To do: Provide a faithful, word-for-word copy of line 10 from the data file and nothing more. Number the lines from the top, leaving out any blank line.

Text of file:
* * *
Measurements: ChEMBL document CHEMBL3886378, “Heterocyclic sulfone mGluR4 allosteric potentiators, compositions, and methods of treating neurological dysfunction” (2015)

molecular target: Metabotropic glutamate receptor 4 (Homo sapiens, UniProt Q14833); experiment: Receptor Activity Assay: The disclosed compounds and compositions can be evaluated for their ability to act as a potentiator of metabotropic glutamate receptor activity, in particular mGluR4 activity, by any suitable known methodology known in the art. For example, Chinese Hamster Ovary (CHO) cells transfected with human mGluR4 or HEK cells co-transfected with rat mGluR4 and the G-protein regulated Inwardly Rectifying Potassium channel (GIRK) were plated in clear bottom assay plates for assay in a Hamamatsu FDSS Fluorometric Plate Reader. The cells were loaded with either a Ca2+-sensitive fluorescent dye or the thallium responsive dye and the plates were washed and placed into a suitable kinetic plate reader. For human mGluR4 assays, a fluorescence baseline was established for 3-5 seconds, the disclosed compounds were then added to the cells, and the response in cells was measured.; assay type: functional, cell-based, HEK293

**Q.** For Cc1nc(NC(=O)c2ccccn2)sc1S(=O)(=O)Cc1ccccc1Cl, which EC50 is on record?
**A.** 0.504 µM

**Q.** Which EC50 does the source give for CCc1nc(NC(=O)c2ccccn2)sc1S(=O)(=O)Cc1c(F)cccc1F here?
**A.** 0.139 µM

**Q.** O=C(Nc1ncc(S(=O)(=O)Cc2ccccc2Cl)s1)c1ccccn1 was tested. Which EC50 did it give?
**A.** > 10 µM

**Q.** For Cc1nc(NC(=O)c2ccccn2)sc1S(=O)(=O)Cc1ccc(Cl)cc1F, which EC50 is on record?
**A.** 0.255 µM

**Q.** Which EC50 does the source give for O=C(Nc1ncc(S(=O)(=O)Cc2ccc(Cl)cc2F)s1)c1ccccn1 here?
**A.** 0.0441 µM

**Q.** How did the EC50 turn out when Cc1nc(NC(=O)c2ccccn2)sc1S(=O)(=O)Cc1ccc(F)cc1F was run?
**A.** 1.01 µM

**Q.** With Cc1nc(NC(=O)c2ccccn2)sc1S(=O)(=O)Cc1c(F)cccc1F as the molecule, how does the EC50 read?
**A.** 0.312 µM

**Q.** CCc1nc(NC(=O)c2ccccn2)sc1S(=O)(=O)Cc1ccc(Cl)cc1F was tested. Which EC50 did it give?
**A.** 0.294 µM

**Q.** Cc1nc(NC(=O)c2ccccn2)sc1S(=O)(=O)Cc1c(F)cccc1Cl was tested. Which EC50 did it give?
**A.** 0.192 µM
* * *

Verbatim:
**A.** 0.255 µM